Airborne Wind Turbines

Airborne Wind Turbines

The drive to develop sustainable energy sources through harnessing the readily available power of the wind has been a major focus for mankind for centuries, with windmills designed to do just this and reduce the overall manual labor necessary for everyday tasks being established in countries all around the world hundreds of years ago – most notably in northern Europe. Over the years these have moved from the massive land-based structures to being sleek designs capable of being established either on or off shore, having their function change as well from simple physical labor supplementation to electrical energy generation, yet with modern technological advancements in a number of different areas a new venue is now being explored for wind turbine usage: high-altitude energy collection.

Designed to operate at up to 2,000 feet or more these structures are designed to effectively capture the steadier, more efficient wind currents present well above ground level and convey energy to land-based processing centers through an attached tether. By operating at high altitudes this helps ensure both greater reliability as well as efficiency in terms of energy production, meaning greater returns both financially and ecologically by taking advantage of high altitude conditions. Research has proven, in fact, that high altitude winds alone have the potential to generate roughly 870 terawatts (TW) of energy each year with our own energy needs accounting for less than 2% of that total amount.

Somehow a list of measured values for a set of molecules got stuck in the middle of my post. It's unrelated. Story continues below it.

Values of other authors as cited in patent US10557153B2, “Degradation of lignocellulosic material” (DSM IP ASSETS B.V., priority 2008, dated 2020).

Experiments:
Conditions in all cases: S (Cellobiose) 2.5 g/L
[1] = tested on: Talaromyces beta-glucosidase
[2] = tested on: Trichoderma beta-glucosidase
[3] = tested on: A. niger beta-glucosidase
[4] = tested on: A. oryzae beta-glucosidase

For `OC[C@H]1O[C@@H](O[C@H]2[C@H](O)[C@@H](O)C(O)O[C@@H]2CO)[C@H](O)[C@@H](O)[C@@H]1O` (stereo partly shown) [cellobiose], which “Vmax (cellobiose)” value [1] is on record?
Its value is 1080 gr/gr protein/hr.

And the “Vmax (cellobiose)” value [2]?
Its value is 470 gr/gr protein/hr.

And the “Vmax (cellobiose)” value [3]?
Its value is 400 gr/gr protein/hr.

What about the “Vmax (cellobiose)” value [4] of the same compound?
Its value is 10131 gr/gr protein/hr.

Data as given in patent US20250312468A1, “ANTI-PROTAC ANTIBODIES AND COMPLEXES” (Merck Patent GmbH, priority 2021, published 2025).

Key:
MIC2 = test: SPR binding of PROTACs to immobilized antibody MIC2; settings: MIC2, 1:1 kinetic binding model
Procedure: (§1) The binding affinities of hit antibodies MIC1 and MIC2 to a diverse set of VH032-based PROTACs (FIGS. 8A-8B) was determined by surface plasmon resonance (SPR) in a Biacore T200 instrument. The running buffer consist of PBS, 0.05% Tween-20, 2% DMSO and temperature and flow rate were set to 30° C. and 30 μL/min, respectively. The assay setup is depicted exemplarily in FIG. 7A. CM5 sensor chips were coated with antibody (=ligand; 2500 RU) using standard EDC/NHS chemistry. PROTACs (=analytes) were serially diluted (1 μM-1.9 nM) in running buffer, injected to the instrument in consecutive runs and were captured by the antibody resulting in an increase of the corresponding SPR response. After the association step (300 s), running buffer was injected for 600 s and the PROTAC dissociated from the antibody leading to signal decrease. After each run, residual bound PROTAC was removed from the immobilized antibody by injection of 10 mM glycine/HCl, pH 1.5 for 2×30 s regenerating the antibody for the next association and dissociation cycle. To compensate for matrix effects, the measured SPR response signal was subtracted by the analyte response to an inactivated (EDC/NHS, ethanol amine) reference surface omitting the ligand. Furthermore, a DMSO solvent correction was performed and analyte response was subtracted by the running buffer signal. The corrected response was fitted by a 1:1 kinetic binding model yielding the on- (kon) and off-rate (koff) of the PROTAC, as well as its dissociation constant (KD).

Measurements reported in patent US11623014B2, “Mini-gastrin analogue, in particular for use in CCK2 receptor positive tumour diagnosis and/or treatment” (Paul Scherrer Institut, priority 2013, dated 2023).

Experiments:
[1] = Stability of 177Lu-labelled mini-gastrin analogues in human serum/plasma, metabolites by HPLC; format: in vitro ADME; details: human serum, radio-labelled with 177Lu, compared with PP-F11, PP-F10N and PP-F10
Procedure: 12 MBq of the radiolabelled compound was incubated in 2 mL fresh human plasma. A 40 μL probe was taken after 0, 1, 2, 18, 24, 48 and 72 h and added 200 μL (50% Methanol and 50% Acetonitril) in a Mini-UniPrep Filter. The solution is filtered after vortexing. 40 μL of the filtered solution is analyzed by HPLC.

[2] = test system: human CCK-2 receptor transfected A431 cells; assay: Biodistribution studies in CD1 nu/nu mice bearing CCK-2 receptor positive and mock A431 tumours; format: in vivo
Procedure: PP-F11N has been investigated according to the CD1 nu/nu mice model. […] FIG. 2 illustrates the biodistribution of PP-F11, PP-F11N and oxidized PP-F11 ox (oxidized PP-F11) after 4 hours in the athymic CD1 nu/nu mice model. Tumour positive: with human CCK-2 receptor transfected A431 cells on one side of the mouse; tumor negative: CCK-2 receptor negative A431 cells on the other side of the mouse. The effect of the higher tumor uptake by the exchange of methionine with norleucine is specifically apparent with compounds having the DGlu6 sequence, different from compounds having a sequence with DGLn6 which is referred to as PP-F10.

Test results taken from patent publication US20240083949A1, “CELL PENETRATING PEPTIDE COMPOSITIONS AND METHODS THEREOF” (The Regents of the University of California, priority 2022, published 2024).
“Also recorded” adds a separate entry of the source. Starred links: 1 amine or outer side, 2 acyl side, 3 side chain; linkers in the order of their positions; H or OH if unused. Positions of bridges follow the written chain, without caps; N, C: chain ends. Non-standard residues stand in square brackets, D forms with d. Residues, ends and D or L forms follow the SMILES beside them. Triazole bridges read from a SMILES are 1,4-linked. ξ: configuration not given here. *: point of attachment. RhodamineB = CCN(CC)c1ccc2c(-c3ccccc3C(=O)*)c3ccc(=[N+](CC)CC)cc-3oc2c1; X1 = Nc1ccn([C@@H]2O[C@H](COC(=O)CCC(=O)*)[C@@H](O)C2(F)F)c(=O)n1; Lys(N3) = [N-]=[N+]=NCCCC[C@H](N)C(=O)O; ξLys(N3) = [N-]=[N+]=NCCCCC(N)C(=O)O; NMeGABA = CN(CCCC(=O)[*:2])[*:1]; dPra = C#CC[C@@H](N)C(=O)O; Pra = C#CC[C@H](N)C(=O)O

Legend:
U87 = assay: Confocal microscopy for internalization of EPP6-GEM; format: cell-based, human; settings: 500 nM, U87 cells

Unfortunately there are some downsides to developing high-altitude structures of these kind, primarily government regulations and safety protocols for aircraft. Since most commercial aircraft operate at altitudes of approximately 35,000 feet this means that many of the most powerful winds on the planet will be effectively unavailable for wind harnessing as stationary power generation devices would interfere with commercial flight operations. Additionally the presence of a number of power-generation turbines at high altitudes may prove to be interfering with some military equipment – an issue that faces many land-based wind farms today in areas such as southern Oregon where some power developments are being delayed or outright blocked due to government military security concerns.

Additional concerns for high altitude energy harvesting lie in the rather new nature of the process and its potential viability and safety, as these power generation facilities will be operating autonomously and left in operation with minimal human access for extended periods of time. Nevertheless modern technological improvements in terms of materials and design have helped to mitigate these fears and the first efficient high altitude turbines are expected to be released by many competing companies around the globe in the coming months.

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